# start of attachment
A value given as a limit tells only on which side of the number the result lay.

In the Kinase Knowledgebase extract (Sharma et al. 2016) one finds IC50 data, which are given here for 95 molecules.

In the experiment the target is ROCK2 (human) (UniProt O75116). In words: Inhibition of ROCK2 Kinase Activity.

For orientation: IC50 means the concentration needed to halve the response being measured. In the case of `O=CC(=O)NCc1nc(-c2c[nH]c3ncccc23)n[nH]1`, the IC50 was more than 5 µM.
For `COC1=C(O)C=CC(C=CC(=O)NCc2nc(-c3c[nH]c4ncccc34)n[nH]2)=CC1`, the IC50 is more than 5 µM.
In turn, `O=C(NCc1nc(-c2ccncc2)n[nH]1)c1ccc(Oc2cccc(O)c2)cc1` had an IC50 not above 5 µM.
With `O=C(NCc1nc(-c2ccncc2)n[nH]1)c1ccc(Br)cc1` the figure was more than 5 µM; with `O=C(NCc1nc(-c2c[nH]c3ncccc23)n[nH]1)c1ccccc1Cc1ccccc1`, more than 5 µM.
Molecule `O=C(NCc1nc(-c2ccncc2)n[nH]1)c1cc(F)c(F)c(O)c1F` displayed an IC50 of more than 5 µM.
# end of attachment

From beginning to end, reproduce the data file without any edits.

A value given as a limit tells only on which side of the number the result lay.

In the Kinase Knowledgebase extract (Sharma et al. 2016) one finds IC50 data, which are given here for 95 molecules.

In the experiment the target is ROCK2 (human) (UniProt O75116). In words: Inhibition of ROCK2 Kinase Activity.

For orientation: IC50 means the concentration needed to halve the response being measured. In the case of `O=CC(=O)NCc1nc(-c2c[nH]c3ncccc23)n[nH]1`, the IC50 was more than 5 µM.
For `COC1=C(O)C=CC(C=CC(=O)NCc2nc(-c3c[nH]c4ncccc34)n[nH]2)=CC1`, the IC50 is more than 5 µM.
In turn, `O=C(NCc1nc(-c2ccncc2)n[nH]1)c1ccc(Oc2cccc(O)c2)cc1` had an IC50 not above 5 µM.
With `O=C(NCc1nc(-c2ccncc2)n[nH]1)c1ccc(Br)cc1` the figure was more than 5 µM; with `O=C(NCc1nc(-c2c[nH]c3ncccc23)n[nH]1)c1ccccc1Cc1ccccc1`, more than 5 µM.
Molecule `O=C(NCc1nc(-c2ccncc2)n[nH]1)c1cc(F)c(F)c(O)c1F` displayed an IC50 of more than 5 µM.